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- 6 Amazing Ways Animals Show Compassion | Mother Jones
- How the West Won – Creating Healthier Zen Sanghas | Sweeping Zen
- Buddhism and Sex: The Bigger Picture | Sweeping Zen
- Repost: No Sex Scandals in the East? | No Zen in the West
- A Zen Woman’s Personal Perspective on Sexual Groping, Sexual Harassment, and Other Abuses in Zen Centers | Sweeping Zen
And this pretty much nails it!
Thanks, Stephen, Gassho!
A Zen Woman’s Personal Perspective on Sexual Groping, Sexual Harassment, and Other Abuses in Zen Centers | Sweeping Zen
A Zen Woman’s Personal Perspective on Sexual Groping, Sexual Harassment, and Other Abuses in Zen Centers | Sweeping Zen.
Very clear words from a very clear teacher.
This is one of the most important books I ever read in my life (actually, that goes for all books of these two guys). It starts along the lines of “One apple and one apple is two apples”, but don’t let that fool you. You will see later on why they take that kind of long run-up. The more precise science writing gets, the more it sounds like Buddhism. The quote below could be from a commentary on the “Carts Koan”.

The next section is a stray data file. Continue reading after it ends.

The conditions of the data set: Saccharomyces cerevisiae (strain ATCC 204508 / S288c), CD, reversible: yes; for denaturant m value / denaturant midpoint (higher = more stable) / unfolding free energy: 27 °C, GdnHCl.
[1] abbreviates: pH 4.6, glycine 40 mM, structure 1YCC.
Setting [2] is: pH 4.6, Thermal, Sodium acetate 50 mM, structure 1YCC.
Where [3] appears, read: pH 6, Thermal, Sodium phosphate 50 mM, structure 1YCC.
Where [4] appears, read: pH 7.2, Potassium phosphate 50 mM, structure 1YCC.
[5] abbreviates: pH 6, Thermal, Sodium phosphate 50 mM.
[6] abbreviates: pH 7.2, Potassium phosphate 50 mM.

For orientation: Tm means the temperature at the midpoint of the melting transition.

THE COLLAPSE OF CHAOS (Ian Stewart and Jack Cohen)
You can dissect individual neurons out of a brain, but you can’t dissect tiny bits of mind. But then, you can dissect axles and gears out of a car but you will never dissect out a tiny piece of motion. The ability of a car to move is an emergent property—a process that it can carry out by virtue of its overall organization. Mind seems to be an emergent property of brains, more mysterious than the motion of a car because we can’t (yet?) watch the mental wheels going round, but no more mystical. It is emergent monism, not Cartesian dualism, that must hold the key to the understanding of consciousness. That is, mind is a process, not a thing, and it emerges from the collective interactions of appropriately organized bits of ordinary matter.